My love affair with backpacks began as a practical consideration. When my friend and I were planning our trip to Europe when we were eighteen, we reasoned we'd want our hands free all the time to show passports, purchase metro tickets, race down train station platforms (as we were habitually running late for trains), and hug strange men. All of that happened. Since then, they are the only carry-alls that make any sense to me. My back is strong and I still like to have my hands free at airports so I can hug my friends as soon as I see them. Backpacks remove a lot of the stress of travel for me, as I only take what will comfortably fit into that Invicta (St. Pete's is the exception: a place where I unfailingly and inexplicably take everything I own). If I have to sit on it, I have too much crap, and something comes out.

There's an element of rebellion to them which I like. Occasionally, I'll walk to the Safeway for milk and take an empty backpack with me. No plastic bag and easier for me to carry home. I'm always stopped by security and asked to check it at the customer service desk. This has resulted in me asking to see the manager and showing him my empty backpack while women with purses the size of Arkansas come and go with nary a look from the security dude. I love to say, louder than necessary, "Is it the backpack? Do you think I'm a thief because I'm wearing a backpack? I resent the implication that..." etc. I'm regularly pulled over at customs desks and asked to take every pair of underwear out of the thing. I honestly believe that there is still an association between backpacks and nomadic teenagers languishing about on Greek ferries because they can't afford a berth.

I believe that my backpacks keep me young and travelling. There's still something about throwing a backpack over my right shoulder that speaks to me of adventure, travel, freedom, and youth. I'm a fairly seasoned traveller and I love the feeling of putting a backpack into my car on my way to an airport or to mom's place for a few days to play Scrabble. A decidedly middle-aged thing to do, but I'm an Eternal Teenager of the Mind. I put on my red Chuck Taylors, throw a backpack over my shoulder, and I'm eighteen, heading to Crete to throw that pack under a bed and forget about it for six weeks. If only they had that magical transport ability.

Saturday, July 12, 2008

Capacious Project - Sina Queyras

Sina Queyras is the author of Lemon Hound, Slip and Teethmarks. Her blog is Lemon Hound.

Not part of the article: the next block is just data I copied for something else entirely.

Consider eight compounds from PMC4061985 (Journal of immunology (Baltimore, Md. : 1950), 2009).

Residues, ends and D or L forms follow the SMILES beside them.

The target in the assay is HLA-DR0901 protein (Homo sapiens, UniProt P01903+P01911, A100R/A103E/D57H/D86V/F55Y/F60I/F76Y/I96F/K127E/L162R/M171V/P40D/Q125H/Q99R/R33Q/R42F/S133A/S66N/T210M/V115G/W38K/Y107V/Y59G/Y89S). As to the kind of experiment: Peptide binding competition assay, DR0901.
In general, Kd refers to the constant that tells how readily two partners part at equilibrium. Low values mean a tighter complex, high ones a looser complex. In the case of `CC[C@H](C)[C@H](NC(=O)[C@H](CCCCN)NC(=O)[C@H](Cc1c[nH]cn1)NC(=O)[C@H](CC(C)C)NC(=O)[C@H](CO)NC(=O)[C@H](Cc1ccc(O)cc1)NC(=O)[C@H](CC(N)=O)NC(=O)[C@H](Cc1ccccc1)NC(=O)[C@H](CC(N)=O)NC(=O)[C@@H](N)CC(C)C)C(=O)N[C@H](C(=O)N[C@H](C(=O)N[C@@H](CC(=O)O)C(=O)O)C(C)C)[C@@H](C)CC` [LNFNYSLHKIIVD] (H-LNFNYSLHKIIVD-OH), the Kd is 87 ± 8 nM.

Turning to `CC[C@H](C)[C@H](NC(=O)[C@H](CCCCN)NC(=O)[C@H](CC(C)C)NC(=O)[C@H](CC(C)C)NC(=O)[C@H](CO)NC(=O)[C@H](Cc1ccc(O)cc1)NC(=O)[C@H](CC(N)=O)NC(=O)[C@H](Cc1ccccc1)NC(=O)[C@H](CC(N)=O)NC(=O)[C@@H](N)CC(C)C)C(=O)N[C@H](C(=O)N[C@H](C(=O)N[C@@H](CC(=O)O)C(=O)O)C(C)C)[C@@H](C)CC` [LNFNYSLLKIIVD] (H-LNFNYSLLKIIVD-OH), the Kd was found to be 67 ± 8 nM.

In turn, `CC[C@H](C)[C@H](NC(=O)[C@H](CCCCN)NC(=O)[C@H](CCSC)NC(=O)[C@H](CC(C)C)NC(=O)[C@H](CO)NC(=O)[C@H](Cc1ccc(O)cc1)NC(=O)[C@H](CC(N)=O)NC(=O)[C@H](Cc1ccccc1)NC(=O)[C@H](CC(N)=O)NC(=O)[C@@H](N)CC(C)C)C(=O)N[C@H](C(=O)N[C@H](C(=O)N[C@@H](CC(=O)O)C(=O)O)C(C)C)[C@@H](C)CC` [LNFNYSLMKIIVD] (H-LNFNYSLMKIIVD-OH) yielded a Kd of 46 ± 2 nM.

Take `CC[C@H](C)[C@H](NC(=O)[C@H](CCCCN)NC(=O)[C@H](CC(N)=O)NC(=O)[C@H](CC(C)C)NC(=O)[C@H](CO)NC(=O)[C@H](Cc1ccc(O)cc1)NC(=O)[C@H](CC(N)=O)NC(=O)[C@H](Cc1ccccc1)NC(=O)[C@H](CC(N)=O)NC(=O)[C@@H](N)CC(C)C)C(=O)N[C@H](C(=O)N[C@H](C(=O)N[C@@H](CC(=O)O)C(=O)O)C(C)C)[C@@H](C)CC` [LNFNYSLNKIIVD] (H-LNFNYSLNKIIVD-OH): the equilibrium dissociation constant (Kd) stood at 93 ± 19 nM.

The bag is home. The purse is a satellite. The purse is pure woman. The bag is androgynous. On occasion I want a purse but wriggle out of its corset shortly after it has made acquaintance with my arm and shoulder blade. What is this, my body asks? And I sigh. Purse. Even the word feels foreign on my tongue, moves my mouth in unfamiliar ways. Purse is then put in a mailer and shipped off to mother who after all is purse. The purse is always leather. Usually made in Italy and a dark shade of brown, or black, though occasionally red. The purse has two kinds of handles, a snap—or clutch and several compartments, little places for notes, rare coins…no, wait that is bag not purse. Inside purse she will put a comb, lipstick, bobby pins, several bottles of pills, rum and butter Lifesavers, a nail file, Wrigley’s spearmint, Rothman’s king size, a lighter—usually gold—and accompanied by an inhaler, a clutch wallet filled with 20s and a few 100 dollar bills folded in the inner reaches in case, just in case. That is the purse. That is mother. That is the essence of a kind of woman, a kind of Winnie, who is all-woman. No one but mother (and Winnie of course) has consistently carried a purse in my life and when I choose a purse it is usually because I feel I have grown up, or want not to be called Sir at the Fruiterie. The bag is androgynous, as I said, but it is also daughter, or young, which I don’t mind being, or being mistaken for. Getting young is always good. Especially after one feels grown up. The bag is roamer. The bag, usually canvas, is filled to burst with small stapler, pen knife, elastic bands, paper clips (round, Italian), pens and pencils, post-its, highlighters, Moleskine or otherwise, an envelope of photographs, a stash of postcards just in case, and stamps of course—many, often vintage, and from all over the world—some useful, some not, either way they will be licked and applied. It contains favorite titles: Mrs. Dalloway, Orlando, The Life of the Mind, The Weather, Furious—most bags have drawn the line at The Making of Americans, or Ulysses—but there is always room for Occasional Work and Seven Walks from the Office for Soft Architecture, or pocket-sized editions of Emily Dickinson and Sappho (the Mary Barnard translations alas, not the Carson…). It contains camera, cord, ear plugs, lipstick, lip balm, iPod, cell phone, protein bar, nuts and sometimes a laptop. Over the years the titles have changed, the journals renewed quarterly, the bag annually or so, the contents augmented by preoccupations and the growth of technology (now a cassette, now a cd, now a memory stick), but there is usually a bit of leaf, a twig, several small toys, extra socks, a lug nut found on a walk, a bit of shale, a map, a rusted pipe, a bit of bone, a cutting of something that needs replanting, a list of things to encourage, a list of things to leave behind, a key, library cards and metro cards, a passport and so on. The bag is never quite the right size, nor shape, and often tears before one wants, and there is always the memory of that one you didn’t choose. The bag haunting. The bags that other women chose. Or the bags that chose other women. Either way one is always a little disappointed. One regards other women, walking upright now, their shoulders soothed by the perfection of their bags, their fit, the right material and compartments. They are meeting each other for a glass of wine in a place of smooth surfaces and clean lines where they will drop their bags smug and plump at their feet, not even aware of their good fortune in finding one another, the good friend, the one that will be carried, or carry them from room to room.